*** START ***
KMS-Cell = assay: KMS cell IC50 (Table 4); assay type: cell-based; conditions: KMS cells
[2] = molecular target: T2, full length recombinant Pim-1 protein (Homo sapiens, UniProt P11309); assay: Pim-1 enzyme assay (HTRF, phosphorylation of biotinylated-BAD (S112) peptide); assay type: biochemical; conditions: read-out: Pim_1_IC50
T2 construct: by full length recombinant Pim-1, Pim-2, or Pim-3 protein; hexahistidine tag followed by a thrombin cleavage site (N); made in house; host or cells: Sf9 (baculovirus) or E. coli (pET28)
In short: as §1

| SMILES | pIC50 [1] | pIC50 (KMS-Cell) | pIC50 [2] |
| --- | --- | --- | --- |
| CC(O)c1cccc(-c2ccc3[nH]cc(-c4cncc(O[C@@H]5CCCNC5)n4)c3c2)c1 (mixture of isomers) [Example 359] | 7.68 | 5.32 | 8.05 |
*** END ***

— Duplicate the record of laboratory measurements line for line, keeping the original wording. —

KMS-Cell = assay: KMS cell IC50 (Table 4); assay type: cell-based; conditions: KMS cells
[2] = molecular target: T2, full length recombinant Pim-1 protein (Homo sapiens, UniProt P11309); assay: Pim-1 enzyme assay (HTRF, phosphorylation of biotinylated-BAD (S112) peptide); assay type: biochemical; conditions: read-out: Pim_1_IC50
T2 construct: by full length recombinant Pim-1, Pim-2, or Pim-3 protein; hexahistidine tag followed by a thrombin cleavage site (N); made in house; host or cells: Sf9 (baculovirus) or E. coli (pET28)
In short: as §1

| SMILES | pIC50 [1] | pIC50 (KMS-Cell) | pIC50 [2] |
| --- | --- | --- | --- |
| CC(O)c1cccc(-c2ccc3[nH]cc(-c4cncc(O[C@@H]5CCCNC5)n4)c3c2)c1 (mixture of isomers) [Example 359] | 7.68 | 5.32 | 8.05 |